MANILA, Oct 13 (Mabuhay) — The Philippine Consulate General in New York has called on local authorities to take more effective efforts to “make the streets of New York safe again” following the death of nurse Maria Luningning Ambrocio.

“While we know that authorities are doing their best, we hope that they exert more serious efforts and make more resources available to make this happen,” Consul General Elmer Cato said in his remarks during the memorial mass for the late Filipina on Monday.

He said the Filipino community stands in solidarity with many others who have been calling on the city to give more focus on improving mental health care as well as in strengthening Kendra’s Law so that dangerous people could be taken off the streets.

The Filipina nurse from New Jersey was walking through Times Square in New York City last Friday when a fleeing mugger knocked her to the ground.

She was immediately taken to Bellevue Hospital with a traumatic brain injury and passed away on Saturday after she was taken off life support.

Cato said Ambrocio had died at a time “when violence against members of the Filipino community and the larger Asian and Pacific Islander Community –whether induced by pandemic-exacerbated xenophobia or by mental illness — remain on the rise.”

Based on the consulate’s latest monitoring, at least nine members of the Filipino community have been victims of “unprovoked acts of violence” in the city.

At the beginning of the year, a 72-year-old Filipina ended up in the intensive care unit after she was assaulted while entering her apartment building in Queens. This was followed by the face slashing of a 61-year-old Filipino on board a subway train in Manhattan and the violent attack on a 65-year-old Filipina who was walking to church also in Manhattan.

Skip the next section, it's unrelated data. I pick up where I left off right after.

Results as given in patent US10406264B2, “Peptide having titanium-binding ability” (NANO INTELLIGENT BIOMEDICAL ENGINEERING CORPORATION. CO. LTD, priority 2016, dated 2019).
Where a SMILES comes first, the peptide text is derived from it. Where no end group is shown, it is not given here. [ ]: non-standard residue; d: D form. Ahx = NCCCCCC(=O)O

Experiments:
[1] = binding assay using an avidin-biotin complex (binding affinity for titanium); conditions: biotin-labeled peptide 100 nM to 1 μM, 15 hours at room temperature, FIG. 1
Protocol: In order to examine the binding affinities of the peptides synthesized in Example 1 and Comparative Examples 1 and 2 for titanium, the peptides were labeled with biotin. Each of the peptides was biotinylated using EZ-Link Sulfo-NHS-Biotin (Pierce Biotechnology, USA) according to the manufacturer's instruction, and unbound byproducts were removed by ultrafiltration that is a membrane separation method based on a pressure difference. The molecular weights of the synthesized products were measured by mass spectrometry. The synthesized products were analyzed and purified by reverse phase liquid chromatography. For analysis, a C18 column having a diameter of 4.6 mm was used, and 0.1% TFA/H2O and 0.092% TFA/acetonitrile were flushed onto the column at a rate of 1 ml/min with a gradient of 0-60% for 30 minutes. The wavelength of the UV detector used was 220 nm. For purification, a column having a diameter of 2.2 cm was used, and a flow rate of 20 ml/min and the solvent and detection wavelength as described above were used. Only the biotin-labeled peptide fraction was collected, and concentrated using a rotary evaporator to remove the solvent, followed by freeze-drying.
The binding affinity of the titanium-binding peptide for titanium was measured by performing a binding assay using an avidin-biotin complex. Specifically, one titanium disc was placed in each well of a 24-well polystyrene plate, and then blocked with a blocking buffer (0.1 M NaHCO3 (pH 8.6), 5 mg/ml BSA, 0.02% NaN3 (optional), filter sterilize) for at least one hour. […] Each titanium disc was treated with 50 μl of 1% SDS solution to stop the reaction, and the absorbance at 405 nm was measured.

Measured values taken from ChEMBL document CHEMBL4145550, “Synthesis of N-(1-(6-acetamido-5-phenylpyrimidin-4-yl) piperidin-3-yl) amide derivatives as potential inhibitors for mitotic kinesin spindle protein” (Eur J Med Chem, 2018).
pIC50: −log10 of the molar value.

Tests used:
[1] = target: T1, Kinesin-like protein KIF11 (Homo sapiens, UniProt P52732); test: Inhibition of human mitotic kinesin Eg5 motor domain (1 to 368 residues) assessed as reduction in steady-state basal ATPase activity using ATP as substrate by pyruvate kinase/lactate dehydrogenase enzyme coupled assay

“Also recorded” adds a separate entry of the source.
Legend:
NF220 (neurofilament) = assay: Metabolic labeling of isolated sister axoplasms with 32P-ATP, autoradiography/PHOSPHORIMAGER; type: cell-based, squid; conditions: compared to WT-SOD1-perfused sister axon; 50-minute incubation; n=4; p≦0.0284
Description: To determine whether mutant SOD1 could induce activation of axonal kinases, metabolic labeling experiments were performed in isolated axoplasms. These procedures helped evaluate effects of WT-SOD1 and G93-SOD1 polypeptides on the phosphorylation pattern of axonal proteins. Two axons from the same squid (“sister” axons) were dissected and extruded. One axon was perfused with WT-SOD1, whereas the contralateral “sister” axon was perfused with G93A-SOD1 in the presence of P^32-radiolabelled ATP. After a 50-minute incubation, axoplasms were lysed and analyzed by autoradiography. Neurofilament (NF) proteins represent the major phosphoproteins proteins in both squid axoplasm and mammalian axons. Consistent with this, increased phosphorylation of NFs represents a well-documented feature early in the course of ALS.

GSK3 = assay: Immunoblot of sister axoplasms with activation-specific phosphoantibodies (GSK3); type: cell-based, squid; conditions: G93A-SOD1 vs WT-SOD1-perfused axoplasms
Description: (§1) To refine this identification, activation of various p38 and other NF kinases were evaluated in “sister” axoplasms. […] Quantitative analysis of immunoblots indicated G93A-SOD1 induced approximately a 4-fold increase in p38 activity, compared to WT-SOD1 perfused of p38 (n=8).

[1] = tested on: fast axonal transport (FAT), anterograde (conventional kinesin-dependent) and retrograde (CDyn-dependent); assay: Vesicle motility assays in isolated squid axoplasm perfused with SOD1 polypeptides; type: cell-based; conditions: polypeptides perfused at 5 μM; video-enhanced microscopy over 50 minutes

Cato noted that a 67-year-old Filipina nurse was also assaulted a few weeks ago while distributing face masks on a subway train also in Manhattan and more recently, a 75-year-old Filipina was badly injured after she was shoved while exiting a subway station in Queens.

“Most, if not all, of those who were behind these acts of violence are mentally ill and homeless individuals and, according to reports, there are more than 12,000 of them in the streets of New York City,” he said.

“[A]s we mourn the passing of Maria Luningning Ambrocio, I reiterate our call for authorities to take more effective steps to make the streets of New York safe again for all of us,” he added.

‘A woman of courage, compassion’

In a tribute, the diplomat described the late Filipina nurse as a woman of “courage and compassion” who did her part in saving lives the way she had been doing in the 25 years she took care of cancer patients in New Jersey.

Like many other Filipino health care workers today, Ambrocio was at the frontlines fighting the coronavirus disease 2019 (Covid-19) in the United States.

At the Bayonne Medical Center, Cato said Ambrocio was known as a caring and wonderful person” who went out of her way to help others.

“She is remembered by colleagues on how she mentored the younger nurses among them with one even describing her as an ‘angel sent by God to guard and be with her during her long and difficult journey to a foreign land,’ and ‘who gave her the hope and courage to live and survive the harsh conditions of the concrete jungle of New York City,'” Cato said.

“There are many more testimonials and anecdotes that would reveal just how much Luningning was loved and admired and how much she brightened people’s lives, ultimately, measuring up to her name – Luningning, which means sparkle or brilliance in Filipino,” he added. (MNS)

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